'Winners focus on winning, losers focus on winners' was splashed out across the globe with this timely image of Michael Phelps (USA) and Le Clos (South Africa) swimming the 200 metre butterfly final in the Rio Olympic Games this week.
This shot shows the sheer determination of Michael Phelps fixing his entire attention on the finish, whilst his rival is peering over to see where he was placed in this swim.
Whilst it may be a slight moment, a coincidence, or perhaps just the camera angle; this image makes a big statement about our lives.
The snare of compare
Comparison: a consideration or estimate of the similarities or dissimilarities between two things or people.
The Bible addresses comparison, the desire to compare, by saying that it is one of the fastest ways of discouraging ourselves and trapping in the sin of envy.
In Galatians 6, verses 3-5 it says, "If anyone thinks they are something they are not, they deceive themselves. Each one should test their own actions. Then they can take pride in themselves alone, without comparing themselves to someone else, for each one should carry their own load."
In 2 Corinthians, 10 verse 12 Paul is having to defend his ministry and says "We do not dare to classify or compare ourselves with some who commend themselves. When they measure themselves by themselves and compare themselves with themselves they are wise."
So why then (even though we know that God has a unique plan for our lives and that comparison breeds nothing fruitful) do we still find it difficult to stop ourselves comparing?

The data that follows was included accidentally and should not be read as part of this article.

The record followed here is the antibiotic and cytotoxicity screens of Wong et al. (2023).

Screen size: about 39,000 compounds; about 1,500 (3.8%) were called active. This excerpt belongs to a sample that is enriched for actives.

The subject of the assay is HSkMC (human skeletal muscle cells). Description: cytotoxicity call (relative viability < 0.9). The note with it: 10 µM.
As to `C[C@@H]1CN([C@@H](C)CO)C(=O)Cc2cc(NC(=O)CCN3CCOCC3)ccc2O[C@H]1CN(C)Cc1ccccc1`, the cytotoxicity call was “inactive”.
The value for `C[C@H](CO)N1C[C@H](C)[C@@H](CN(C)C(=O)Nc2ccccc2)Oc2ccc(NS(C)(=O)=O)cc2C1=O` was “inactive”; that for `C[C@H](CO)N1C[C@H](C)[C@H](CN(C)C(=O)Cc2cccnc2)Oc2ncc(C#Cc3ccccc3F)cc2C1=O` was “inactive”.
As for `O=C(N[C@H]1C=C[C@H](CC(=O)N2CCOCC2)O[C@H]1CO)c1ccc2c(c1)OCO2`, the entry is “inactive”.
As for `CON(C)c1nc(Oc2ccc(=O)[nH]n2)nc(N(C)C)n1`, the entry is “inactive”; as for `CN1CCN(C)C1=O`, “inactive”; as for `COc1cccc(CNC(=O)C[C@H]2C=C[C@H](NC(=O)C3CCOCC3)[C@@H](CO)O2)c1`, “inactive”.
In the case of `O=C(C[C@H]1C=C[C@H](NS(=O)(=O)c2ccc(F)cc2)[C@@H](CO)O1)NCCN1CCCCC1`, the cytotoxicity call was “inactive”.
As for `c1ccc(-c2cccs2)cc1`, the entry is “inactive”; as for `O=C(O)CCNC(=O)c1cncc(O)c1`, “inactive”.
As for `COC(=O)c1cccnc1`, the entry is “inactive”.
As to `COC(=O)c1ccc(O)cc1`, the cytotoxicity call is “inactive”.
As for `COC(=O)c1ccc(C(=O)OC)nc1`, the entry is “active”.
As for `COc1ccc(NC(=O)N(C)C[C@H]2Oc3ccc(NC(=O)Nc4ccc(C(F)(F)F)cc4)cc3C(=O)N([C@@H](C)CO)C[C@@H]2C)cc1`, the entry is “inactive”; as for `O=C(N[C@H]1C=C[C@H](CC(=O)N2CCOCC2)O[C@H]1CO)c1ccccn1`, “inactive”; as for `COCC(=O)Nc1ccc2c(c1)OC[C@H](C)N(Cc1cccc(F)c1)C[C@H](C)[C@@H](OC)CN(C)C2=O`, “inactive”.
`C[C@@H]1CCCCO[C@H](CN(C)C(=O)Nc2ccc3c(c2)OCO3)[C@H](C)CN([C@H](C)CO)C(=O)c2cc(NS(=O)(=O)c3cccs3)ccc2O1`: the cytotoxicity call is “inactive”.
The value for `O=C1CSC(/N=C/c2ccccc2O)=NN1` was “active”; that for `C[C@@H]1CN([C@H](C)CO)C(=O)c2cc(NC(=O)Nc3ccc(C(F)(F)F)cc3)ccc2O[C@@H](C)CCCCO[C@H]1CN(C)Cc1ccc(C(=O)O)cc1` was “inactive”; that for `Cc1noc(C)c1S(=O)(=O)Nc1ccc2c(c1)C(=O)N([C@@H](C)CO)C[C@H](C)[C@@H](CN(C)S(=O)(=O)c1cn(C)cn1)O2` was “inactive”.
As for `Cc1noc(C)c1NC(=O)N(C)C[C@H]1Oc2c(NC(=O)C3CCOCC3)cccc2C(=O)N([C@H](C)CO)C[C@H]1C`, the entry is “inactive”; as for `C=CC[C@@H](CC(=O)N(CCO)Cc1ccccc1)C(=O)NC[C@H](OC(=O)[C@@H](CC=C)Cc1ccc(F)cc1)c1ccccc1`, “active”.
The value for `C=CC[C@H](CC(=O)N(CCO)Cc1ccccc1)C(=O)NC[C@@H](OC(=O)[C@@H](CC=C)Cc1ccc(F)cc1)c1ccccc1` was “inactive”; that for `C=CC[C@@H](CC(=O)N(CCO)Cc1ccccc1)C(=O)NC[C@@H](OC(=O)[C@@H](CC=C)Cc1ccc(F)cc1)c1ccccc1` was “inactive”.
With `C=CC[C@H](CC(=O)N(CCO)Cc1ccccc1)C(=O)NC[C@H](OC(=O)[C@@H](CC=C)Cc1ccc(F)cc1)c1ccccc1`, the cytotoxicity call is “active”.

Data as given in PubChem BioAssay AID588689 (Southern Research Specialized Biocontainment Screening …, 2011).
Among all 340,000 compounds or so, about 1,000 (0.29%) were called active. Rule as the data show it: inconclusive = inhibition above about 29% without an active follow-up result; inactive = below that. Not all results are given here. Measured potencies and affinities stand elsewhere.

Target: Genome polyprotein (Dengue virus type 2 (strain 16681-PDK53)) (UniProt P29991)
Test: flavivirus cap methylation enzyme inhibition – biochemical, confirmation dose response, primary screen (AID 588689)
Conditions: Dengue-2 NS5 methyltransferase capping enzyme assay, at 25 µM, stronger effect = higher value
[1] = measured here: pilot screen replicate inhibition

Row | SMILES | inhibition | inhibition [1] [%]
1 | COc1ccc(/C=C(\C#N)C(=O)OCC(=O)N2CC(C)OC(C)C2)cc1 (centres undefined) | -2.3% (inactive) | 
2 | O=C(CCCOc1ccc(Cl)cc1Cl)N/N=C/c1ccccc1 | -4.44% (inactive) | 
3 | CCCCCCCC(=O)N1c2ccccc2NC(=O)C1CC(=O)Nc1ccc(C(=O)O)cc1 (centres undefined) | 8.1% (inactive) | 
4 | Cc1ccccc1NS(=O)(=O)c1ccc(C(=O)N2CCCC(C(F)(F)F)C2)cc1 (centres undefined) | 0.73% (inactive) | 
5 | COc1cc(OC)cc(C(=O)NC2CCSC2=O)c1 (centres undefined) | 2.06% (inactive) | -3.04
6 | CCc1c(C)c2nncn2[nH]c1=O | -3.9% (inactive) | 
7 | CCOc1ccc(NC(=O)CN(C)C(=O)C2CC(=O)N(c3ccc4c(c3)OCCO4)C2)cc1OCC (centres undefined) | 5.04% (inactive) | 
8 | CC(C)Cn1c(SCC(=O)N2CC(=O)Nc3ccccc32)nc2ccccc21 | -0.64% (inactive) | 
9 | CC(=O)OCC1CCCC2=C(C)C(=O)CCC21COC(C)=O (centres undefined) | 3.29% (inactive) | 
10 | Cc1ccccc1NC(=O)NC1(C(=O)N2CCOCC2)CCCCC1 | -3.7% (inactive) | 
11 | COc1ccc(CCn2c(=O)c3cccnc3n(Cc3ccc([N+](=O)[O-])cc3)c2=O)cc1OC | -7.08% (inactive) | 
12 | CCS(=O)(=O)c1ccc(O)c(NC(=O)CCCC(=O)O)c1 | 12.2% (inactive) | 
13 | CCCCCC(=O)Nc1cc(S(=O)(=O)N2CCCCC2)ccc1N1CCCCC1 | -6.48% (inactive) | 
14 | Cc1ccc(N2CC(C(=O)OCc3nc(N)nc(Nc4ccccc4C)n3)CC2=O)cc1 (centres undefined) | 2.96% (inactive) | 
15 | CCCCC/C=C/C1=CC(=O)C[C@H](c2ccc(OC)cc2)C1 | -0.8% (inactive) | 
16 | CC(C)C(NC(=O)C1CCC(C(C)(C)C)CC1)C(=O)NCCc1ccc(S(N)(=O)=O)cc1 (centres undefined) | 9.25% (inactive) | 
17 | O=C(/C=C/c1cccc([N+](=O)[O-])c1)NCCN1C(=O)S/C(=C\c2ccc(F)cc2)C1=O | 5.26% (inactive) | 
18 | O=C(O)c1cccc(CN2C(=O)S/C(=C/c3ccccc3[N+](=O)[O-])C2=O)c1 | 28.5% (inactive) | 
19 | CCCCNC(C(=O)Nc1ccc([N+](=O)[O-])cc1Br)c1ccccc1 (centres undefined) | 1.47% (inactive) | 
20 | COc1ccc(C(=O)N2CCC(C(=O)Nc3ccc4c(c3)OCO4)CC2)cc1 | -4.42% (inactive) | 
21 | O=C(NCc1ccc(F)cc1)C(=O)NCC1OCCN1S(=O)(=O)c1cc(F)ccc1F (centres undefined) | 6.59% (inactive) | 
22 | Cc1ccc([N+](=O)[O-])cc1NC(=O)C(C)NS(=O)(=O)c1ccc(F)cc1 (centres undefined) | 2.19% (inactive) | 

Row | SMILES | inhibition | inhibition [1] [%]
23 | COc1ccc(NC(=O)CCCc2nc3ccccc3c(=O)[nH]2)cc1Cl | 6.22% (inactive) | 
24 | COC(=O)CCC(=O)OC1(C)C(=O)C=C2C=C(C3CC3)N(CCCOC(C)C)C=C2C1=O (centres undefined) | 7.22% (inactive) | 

I think the reason is that we forget the following:
- A daily, conscious decision to fix our eyes on the prize (Hebrews 12, verses 1-3)
- A daily, conscious decision to be grateful for what we have in our own hands (1 Thessalonians 5, verse 18)
- A daily, conscious decision to be a genuine encourager (1 Thessalonians 5, verse 11)
Easier said that done, right?
But, it was Theodore Roosevelt who once said: "Comparison is the thief of joy."
I found this to be true in my own life and, despite the daily decision and renewing that needs to occur, I know I will be better for it to learn to focus my attention on the one that is the author of my joy in the first place.
Meenal Chandra is one of the Sydney-based writers choosing to make this last chapter of 2016 count by focusing on her race.
Meenal Chandra previous articles may be viewed at www.pressserviceinternational.org/meenal-chandra.html